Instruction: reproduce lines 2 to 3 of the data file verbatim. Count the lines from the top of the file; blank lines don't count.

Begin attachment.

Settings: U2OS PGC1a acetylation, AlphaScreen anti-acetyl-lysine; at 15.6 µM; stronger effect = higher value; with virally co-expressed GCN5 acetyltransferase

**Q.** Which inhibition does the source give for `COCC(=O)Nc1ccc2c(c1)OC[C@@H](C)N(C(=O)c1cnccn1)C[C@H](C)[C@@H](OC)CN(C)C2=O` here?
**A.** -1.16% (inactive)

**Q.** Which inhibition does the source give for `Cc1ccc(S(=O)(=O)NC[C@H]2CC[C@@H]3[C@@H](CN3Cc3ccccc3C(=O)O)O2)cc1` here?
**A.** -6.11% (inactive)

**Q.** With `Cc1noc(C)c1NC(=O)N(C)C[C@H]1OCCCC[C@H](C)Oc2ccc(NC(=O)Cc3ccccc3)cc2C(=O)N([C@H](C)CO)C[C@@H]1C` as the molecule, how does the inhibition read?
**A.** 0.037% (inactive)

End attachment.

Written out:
**Q.** Which inhibition does the source give for `COCC(=O)Nc1ccc2c(c1)OC[C@@H](C)N(C(=O)c1cnccn1)C[C@H](C)[C@@H](OC)CN(C)C2=O` here?
**A.** -1.16% (inactive)